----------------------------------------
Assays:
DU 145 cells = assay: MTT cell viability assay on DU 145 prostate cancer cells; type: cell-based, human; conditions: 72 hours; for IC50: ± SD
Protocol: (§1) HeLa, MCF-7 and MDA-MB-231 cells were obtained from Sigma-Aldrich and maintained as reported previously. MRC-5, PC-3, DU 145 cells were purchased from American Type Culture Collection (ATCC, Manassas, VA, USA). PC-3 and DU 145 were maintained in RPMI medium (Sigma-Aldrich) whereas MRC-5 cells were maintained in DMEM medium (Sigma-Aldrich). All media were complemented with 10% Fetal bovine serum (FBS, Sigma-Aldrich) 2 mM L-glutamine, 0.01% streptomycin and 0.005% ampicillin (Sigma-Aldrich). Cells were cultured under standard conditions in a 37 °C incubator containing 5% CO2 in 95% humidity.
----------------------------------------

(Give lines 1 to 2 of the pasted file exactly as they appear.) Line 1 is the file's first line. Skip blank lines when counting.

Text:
Assays:
DU 145 cells = assay: MTT cell viability assay on DU 145 prostate cancer cells; type: cell-based, human; conditions: 72 hours; for IC50: ± SD